• What kinds of dairy can people with lactose intolerance have?
    While lactose intolerance is a very individual condition, many people with lactose intolerance can still consume dairy foods in varying amounts or forms. Following are some strategies that may help people with lactose intolerance enjoy the three daily servings of low-fat or fat-free milk or milk products recommended by the 2010 Dietary Guidelines for Americans 9 years and older without experiencing discomfort or embarrassment:
    • Try It. Opt for lactose-free milk and milk products. They are real milk products, just without the lactose. They taste great and provide the same nutrients as regular dairy foods.
    • Sip It. Start with a small amount of milk daily and increase slowly over several days or weeks to determine tolerance.
    • Stir It. Mix milk with other foods, such as soups and cereal; blend with fruit or drink milk with meals. Solid foods help slow digestion and allow the body more time to digest lactose.
    • Slice It. Top sandwiches or crackers with natural cheeses such as Cheddar, Colby, Monterey Jack, mozzarella and Swiss. These cheeses contain small amounts of lactose.
    • Shred It. Shred your favorite natural cheese onto veggies, pastas and salads. It’s an easy way to get dairy that contains minimal amounts of lactose.
    • Spoon It. Enjoy easy-to-digest yogurt. The live and active cultures in yogurt help to digest lactose.
    Try other dairy foods in small amounts and with meals to find out which ones, and which amounts, work well for you.
  • Is lactose-free milk dairy-free?
    No. Lactose-free milk is regular cow’s milk, just without the lactose. Lactose-free milk is a great choice for people with lactose intolerance and comes in a variety of flavors, including chocolate.
    A wide variety of lactose-free dairy products—including reduced-fat, low-fat, fat-free , chocolate milk, ice cream and cottage cheese—are available in many grocery stores.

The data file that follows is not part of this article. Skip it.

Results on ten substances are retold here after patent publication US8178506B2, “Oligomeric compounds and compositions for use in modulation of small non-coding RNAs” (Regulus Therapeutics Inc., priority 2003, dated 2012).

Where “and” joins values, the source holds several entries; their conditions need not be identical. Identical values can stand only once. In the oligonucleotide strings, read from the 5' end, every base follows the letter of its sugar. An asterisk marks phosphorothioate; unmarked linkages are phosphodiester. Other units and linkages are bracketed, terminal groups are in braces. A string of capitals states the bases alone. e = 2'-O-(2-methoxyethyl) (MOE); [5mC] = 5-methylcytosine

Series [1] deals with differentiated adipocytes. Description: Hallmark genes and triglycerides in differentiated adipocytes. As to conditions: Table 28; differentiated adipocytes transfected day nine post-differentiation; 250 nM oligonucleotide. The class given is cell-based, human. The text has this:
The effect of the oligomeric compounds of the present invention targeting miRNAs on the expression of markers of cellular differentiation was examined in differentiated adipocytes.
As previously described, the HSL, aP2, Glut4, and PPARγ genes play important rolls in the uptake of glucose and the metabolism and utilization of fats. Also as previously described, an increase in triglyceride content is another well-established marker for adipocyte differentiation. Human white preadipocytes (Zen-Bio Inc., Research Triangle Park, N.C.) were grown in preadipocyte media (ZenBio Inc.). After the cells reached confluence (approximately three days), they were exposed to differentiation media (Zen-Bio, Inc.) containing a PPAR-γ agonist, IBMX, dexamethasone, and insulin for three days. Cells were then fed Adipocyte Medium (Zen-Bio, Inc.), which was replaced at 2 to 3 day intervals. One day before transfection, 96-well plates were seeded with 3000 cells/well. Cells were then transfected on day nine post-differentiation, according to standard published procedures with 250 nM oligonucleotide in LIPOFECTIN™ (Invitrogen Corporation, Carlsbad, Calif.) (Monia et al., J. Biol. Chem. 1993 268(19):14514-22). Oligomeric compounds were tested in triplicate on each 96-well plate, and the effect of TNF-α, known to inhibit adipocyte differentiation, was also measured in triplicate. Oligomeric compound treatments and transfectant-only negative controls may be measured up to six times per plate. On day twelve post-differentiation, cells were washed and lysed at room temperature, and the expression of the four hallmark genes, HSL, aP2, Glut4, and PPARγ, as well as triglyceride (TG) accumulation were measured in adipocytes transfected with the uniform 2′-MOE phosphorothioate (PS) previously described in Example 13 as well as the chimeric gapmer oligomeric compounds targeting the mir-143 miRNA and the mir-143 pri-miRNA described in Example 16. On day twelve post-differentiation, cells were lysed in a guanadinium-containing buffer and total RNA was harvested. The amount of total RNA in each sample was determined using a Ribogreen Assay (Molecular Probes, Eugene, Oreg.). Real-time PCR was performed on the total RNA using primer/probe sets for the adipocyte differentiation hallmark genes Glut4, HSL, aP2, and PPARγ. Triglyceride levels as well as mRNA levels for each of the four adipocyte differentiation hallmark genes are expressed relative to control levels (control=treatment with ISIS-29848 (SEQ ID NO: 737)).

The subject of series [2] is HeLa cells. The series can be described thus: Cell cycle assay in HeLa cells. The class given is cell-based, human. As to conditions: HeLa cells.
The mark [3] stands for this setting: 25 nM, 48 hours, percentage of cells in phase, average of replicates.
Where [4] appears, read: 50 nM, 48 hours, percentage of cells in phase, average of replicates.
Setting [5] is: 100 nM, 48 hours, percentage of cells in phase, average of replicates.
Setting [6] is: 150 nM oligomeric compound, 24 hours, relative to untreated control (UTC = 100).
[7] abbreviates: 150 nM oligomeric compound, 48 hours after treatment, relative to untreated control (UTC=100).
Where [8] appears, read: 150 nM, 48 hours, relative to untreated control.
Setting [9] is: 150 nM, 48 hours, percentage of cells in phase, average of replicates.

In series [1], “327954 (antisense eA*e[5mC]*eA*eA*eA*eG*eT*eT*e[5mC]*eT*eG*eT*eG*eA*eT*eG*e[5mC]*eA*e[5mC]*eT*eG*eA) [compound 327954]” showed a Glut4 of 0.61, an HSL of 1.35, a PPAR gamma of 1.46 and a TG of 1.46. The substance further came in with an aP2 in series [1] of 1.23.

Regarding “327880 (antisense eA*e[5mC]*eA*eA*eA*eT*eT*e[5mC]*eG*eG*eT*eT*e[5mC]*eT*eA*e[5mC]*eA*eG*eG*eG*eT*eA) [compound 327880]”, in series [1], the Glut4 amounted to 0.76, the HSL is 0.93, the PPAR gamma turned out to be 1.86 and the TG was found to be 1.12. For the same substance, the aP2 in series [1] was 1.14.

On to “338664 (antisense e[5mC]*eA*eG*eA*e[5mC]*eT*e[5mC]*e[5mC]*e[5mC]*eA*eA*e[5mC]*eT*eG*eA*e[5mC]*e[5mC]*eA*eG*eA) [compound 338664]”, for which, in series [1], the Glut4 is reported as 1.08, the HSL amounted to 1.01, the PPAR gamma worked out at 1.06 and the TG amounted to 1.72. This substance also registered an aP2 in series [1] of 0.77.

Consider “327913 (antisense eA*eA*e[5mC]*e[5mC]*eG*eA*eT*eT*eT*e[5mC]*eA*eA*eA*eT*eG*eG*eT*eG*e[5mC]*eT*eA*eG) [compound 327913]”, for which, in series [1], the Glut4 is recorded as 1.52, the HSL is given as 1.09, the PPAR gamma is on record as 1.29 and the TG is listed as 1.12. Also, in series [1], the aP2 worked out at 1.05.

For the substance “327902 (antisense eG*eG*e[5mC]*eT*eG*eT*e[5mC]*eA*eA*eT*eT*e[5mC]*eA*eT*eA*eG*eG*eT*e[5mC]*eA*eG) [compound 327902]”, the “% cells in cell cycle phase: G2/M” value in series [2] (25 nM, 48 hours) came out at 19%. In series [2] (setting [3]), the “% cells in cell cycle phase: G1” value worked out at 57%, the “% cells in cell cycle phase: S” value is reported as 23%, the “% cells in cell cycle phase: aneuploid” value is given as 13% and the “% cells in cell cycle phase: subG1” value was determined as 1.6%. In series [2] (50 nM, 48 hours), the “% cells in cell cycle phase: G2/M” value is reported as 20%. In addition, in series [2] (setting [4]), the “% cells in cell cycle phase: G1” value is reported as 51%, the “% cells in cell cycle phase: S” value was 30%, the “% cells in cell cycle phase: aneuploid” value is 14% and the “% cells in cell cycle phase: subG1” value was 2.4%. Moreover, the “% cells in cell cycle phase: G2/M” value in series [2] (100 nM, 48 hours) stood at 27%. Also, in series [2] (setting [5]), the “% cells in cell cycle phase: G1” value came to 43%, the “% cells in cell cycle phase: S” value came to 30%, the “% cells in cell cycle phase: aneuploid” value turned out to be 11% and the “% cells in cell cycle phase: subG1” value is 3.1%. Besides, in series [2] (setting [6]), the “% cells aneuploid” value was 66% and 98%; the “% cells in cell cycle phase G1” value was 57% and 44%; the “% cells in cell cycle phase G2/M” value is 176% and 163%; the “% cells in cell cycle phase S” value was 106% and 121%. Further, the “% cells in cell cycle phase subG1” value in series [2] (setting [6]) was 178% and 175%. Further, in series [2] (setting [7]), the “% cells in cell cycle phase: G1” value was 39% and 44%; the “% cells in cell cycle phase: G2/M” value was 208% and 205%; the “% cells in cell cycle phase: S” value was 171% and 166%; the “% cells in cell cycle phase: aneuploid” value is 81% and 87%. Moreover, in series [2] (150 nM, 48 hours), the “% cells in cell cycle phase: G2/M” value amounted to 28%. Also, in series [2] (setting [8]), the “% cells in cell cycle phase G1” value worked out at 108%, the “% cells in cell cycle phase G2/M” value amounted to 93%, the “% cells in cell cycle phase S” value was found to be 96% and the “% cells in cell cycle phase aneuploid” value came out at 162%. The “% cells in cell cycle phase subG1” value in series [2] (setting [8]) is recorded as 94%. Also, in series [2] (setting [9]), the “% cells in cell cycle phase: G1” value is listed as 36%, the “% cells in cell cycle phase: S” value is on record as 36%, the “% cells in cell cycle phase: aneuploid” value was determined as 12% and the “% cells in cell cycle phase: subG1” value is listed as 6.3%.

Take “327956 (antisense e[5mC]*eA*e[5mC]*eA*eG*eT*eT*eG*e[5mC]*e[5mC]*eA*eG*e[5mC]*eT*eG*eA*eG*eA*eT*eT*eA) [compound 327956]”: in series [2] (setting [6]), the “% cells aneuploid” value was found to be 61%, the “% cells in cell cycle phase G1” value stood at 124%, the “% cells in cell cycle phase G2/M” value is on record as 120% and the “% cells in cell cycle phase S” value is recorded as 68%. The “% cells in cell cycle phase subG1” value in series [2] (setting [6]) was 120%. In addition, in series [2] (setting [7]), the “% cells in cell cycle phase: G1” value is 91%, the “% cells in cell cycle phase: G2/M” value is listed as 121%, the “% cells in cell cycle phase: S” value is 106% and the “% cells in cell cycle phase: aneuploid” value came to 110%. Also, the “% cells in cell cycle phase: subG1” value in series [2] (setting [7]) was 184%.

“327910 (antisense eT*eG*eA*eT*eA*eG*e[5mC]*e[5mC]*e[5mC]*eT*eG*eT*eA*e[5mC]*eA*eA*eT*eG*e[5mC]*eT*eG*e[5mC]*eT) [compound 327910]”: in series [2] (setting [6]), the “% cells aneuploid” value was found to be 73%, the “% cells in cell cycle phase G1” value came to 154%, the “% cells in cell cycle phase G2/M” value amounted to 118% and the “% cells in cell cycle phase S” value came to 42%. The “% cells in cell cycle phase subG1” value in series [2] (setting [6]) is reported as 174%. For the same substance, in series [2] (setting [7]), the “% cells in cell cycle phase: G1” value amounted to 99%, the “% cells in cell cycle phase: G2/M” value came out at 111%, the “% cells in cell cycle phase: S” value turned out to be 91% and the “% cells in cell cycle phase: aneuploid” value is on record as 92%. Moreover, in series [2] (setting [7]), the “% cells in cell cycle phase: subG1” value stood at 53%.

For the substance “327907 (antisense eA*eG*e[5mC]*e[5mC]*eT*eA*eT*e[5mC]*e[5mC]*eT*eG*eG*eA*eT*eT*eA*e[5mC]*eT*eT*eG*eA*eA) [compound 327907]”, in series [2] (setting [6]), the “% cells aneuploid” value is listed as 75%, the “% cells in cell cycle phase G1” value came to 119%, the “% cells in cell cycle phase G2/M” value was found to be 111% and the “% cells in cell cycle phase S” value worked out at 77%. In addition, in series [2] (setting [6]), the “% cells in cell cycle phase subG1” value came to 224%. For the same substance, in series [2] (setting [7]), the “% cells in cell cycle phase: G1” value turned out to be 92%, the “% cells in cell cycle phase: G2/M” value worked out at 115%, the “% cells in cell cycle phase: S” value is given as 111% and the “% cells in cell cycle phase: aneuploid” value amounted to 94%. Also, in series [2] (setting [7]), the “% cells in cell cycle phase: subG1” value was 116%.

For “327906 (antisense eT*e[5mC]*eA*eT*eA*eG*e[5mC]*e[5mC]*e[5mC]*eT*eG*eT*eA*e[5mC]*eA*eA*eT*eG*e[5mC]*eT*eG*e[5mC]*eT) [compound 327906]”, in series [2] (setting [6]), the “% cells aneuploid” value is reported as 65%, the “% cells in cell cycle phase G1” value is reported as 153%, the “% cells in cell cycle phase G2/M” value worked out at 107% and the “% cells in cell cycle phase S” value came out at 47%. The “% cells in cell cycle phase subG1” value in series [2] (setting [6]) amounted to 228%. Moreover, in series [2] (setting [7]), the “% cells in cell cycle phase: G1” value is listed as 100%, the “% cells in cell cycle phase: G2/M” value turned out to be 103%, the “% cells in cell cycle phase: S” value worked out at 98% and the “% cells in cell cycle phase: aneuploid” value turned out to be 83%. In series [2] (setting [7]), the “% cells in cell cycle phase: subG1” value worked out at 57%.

In addition, there are a variety of dairy products that naturally contain small amounts of lactose, like natural cheeses (such as Cheddar, Colby, Monterey Jack, mozzarella and Swiss). Yogurt, including Greek-style varieties, contains live and active cultures that help digest lactose.
  • Do people with lactose intolerance often have nutritional deficiencies?
    This is unknown. While some people choose to eliminate dairy foods from their diets, doing so can result in lower intake of essential nutrients that milk provides to the diet – including calcium and vitamin D.
  • Where can I find lactose intolerance friendly recipes?
    For lactose intolerance friendly recipes, check out National Dairy Council’s recipe page on and our Pinterest page.
Dispelling Myths and Helping People Enjoy Milk, Cheese & Yogurt
 A turnkey PowerPoint presentation defining lactose intolerance, its prevalence, strategies for managing it and the impact of dairy avoidance.
The Lowdown on Lactose Intolerance: Making the Most of Milk
 A handy resource of facts, tips for tolerance and advice from the experts on lactose intolerance.
Lactose Intolerance : Resources
Lactose Intolerance : Recipes
  • About milk and cheese in recipes: These recipes do contain lactose, but are friendly for those who are lactose intolerant.
  • About yogurt in recipes: These recipes do contain lactose; the live and active cultures in yogurt help with the digestion, making them friendly to those who are lactose intolerant.
Lactose Intolerance : Events / Conferences